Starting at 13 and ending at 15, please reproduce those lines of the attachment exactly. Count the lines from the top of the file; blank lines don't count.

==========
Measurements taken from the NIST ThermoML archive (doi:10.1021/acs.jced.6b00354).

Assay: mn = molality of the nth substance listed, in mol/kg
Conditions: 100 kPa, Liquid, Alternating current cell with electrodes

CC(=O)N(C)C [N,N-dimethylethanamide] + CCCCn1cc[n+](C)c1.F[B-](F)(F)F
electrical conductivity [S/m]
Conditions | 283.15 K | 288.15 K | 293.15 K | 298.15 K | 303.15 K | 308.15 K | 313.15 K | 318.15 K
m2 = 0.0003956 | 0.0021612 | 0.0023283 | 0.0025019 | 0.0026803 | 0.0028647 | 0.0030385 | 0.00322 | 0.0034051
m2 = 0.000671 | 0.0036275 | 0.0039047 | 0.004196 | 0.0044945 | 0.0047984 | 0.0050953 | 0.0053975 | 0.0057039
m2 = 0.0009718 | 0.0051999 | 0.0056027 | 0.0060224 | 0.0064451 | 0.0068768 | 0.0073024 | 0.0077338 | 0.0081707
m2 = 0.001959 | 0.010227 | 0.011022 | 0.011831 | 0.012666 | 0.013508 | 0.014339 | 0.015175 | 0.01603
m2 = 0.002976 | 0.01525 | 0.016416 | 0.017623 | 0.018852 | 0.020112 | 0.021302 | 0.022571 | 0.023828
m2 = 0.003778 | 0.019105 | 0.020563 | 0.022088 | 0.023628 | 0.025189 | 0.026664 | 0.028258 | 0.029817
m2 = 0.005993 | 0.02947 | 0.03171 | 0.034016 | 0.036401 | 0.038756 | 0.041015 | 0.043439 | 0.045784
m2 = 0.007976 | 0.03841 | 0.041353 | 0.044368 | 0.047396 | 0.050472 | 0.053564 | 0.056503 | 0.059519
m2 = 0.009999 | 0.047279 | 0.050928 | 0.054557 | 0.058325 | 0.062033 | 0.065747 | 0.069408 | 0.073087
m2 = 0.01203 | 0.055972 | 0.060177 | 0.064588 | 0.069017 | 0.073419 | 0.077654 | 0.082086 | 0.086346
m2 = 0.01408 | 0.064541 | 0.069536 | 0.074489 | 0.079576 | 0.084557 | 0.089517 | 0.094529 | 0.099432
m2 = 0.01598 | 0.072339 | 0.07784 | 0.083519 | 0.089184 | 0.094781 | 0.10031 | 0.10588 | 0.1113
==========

m2 = 0.005993 | 0.02947 | 0.03171 | 0.034016 | 0.036401 | 0.038756 | 0.041015 | 0.043439 | 0.045784
m2 = 0.007976 | 0.03841 | 0.041353 | 0.044368 | 0.047396 | 0.050472 | 0.053564 | 0.056503 | 0.059519
m2 = 0.009999 | 0.047279 | 0.050928 | 0.054557 | 0.058325 | 0.062033 | 0.065747 | 0.069408 | 0.073087